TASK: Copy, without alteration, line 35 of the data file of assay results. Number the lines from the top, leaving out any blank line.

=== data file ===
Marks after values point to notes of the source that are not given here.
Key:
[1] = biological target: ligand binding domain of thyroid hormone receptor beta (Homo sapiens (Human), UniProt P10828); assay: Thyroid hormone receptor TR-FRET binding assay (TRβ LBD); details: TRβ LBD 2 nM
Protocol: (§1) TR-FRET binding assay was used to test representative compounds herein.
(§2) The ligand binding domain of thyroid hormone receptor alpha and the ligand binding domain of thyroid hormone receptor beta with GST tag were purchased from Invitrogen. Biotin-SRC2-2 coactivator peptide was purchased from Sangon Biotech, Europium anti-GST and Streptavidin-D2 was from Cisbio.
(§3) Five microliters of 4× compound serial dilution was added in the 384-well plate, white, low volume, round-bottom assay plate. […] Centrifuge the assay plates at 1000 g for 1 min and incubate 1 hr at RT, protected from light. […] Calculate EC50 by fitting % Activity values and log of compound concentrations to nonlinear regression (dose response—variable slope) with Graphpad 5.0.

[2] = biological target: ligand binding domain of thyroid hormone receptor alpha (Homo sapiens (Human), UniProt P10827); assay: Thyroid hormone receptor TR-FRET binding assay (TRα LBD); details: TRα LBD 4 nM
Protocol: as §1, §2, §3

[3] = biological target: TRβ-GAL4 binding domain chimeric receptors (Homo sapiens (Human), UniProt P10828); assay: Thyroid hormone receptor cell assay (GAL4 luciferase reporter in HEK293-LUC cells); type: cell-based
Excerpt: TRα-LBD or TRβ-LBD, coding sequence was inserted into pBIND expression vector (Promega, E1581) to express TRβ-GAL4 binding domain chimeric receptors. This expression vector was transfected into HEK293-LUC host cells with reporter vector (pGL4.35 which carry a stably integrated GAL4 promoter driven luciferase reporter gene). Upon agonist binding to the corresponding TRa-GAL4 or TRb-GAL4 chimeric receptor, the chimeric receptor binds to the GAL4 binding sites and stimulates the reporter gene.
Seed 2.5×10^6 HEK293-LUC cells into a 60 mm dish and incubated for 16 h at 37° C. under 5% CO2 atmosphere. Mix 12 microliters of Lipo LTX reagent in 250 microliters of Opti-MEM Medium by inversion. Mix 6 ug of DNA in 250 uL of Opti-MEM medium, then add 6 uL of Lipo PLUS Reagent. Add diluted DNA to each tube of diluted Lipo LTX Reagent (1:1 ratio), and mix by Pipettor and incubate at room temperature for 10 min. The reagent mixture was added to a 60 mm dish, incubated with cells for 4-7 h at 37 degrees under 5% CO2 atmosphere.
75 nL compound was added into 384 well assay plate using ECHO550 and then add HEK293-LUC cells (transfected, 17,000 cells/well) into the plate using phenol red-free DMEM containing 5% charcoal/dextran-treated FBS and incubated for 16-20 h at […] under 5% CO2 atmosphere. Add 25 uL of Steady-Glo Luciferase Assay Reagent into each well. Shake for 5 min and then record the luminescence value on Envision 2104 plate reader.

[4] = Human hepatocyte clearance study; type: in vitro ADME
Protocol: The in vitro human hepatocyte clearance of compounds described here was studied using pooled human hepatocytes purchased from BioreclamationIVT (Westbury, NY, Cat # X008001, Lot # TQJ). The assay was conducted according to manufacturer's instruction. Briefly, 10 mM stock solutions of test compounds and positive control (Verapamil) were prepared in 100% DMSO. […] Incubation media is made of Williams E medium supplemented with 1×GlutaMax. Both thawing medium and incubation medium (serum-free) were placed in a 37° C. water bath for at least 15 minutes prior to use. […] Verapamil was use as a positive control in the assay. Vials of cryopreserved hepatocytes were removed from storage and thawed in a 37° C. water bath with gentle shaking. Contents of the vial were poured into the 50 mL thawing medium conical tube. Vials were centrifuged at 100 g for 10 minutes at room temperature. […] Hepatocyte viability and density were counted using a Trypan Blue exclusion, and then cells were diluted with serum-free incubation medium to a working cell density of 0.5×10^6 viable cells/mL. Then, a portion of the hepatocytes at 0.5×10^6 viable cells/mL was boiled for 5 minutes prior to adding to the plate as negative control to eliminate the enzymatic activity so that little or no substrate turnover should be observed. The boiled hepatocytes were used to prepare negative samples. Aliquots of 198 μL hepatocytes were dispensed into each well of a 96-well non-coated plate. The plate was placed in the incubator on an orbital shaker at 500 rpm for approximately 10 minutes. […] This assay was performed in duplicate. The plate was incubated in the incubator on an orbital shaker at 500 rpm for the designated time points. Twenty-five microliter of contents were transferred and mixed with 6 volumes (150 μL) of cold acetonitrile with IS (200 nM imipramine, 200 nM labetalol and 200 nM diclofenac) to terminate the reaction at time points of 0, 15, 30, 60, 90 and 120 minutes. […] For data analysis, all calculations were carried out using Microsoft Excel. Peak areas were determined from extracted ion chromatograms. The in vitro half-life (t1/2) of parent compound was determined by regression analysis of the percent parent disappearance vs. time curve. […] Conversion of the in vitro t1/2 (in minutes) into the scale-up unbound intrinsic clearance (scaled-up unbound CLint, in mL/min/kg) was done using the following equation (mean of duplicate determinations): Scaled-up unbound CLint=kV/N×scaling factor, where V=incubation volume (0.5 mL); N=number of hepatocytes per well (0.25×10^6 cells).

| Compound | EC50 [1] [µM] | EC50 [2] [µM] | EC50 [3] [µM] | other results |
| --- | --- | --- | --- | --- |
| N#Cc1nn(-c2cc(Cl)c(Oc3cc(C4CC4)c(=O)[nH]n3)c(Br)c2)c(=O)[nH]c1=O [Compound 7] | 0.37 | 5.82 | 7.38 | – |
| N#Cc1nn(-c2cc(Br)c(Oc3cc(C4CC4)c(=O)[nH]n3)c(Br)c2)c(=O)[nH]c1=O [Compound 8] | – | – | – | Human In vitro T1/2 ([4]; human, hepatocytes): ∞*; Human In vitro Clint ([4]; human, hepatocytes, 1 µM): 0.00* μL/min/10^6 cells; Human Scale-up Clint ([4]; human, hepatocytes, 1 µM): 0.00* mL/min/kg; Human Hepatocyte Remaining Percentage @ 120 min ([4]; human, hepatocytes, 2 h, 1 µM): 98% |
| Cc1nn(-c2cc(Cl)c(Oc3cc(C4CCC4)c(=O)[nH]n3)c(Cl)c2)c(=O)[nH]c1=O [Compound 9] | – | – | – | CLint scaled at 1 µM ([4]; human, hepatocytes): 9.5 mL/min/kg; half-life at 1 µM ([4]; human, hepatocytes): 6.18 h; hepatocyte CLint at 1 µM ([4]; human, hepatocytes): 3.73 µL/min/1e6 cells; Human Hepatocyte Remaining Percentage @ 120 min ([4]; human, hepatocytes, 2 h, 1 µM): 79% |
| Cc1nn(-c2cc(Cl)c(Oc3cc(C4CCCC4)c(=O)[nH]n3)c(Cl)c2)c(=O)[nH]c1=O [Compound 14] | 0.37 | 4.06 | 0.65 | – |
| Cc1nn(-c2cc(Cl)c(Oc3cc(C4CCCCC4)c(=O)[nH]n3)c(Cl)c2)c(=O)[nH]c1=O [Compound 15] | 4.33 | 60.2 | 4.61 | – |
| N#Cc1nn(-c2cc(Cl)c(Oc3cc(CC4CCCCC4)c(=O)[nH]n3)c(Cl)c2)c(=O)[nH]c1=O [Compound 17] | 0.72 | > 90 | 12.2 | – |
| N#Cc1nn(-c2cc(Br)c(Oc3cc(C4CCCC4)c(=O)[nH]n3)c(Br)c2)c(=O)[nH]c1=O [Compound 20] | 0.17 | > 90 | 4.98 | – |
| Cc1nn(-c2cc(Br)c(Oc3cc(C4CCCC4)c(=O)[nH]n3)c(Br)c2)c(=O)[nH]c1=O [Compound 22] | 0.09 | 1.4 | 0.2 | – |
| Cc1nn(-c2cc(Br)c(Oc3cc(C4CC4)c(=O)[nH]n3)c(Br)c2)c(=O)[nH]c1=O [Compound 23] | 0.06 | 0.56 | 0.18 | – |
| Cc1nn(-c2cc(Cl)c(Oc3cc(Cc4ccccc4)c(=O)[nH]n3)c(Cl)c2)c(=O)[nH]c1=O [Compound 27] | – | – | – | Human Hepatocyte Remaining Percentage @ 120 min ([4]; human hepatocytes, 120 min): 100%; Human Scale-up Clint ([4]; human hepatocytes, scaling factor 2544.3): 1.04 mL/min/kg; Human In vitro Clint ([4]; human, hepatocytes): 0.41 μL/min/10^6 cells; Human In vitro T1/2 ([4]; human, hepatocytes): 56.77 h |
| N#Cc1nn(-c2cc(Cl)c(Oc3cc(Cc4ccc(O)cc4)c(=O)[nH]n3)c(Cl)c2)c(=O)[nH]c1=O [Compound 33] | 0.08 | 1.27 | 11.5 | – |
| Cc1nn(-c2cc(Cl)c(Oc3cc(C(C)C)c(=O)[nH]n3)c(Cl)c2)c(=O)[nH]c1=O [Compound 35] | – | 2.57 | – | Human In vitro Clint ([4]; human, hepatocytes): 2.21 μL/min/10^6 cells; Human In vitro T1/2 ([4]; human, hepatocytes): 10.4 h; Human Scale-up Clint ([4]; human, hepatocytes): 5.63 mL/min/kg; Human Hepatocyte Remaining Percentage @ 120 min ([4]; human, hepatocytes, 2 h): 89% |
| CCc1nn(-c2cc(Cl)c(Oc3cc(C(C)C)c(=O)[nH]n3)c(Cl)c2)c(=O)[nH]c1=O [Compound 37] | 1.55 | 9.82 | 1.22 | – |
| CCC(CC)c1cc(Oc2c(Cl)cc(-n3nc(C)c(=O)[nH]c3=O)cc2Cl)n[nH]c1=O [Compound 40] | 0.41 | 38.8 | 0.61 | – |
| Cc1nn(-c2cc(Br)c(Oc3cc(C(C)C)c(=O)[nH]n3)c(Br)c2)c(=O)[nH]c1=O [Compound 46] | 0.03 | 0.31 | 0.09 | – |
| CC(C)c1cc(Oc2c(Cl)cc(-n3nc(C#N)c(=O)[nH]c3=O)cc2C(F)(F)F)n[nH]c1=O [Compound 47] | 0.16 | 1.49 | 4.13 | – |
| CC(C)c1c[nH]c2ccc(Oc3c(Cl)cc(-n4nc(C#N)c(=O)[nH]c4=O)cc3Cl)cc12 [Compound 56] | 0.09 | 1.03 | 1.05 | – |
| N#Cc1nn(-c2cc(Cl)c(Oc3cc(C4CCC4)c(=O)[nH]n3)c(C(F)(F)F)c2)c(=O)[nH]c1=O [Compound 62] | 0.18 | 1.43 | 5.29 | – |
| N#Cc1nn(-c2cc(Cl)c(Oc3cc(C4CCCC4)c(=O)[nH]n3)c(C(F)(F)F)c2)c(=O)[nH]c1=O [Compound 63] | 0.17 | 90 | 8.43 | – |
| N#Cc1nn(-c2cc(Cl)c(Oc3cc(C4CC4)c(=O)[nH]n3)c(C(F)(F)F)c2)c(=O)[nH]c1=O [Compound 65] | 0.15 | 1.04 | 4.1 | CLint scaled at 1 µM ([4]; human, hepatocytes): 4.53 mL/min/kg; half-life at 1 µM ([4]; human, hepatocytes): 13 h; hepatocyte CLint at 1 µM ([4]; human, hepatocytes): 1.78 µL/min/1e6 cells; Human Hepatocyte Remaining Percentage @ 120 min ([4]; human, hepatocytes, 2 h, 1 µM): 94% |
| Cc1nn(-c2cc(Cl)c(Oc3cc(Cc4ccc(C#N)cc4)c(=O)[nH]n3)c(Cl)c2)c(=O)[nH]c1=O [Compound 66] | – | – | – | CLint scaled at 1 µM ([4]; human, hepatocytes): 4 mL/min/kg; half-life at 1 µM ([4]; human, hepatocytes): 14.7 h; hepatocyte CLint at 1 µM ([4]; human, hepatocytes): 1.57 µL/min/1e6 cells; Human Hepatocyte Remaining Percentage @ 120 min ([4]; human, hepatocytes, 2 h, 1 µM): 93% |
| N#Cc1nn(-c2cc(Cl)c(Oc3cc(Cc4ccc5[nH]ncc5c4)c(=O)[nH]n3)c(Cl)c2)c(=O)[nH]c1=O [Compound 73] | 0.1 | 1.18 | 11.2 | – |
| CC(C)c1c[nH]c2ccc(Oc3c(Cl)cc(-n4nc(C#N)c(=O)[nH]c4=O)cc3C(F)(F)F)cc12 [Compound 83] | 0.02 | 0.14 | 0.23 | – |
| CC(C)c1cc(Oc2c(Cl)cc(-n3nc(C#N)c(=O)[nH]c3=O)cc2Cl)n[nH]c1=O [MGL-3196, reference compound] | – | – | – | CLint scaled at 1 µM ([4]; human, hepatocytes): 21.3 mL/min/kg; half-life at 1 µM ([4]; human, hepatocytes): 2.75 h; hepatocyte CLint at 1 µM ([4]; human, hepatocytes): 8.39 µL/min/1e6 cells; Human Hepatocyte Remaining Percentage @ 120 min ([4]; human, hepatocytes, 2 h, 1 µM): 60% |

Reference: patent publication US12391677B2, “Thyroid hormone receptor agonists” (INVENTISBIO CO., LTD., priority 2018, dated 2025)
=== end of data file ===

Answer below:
| N#Cc1nn(-c2cc(Cl)c(Oc3cc(C4CCCC4)c(=O)[nH]n3)c(C(F)(F)F)c2)c(=O)[nH]c1=O [Compound 63] | 0.17 | 90 | 8.43 | – |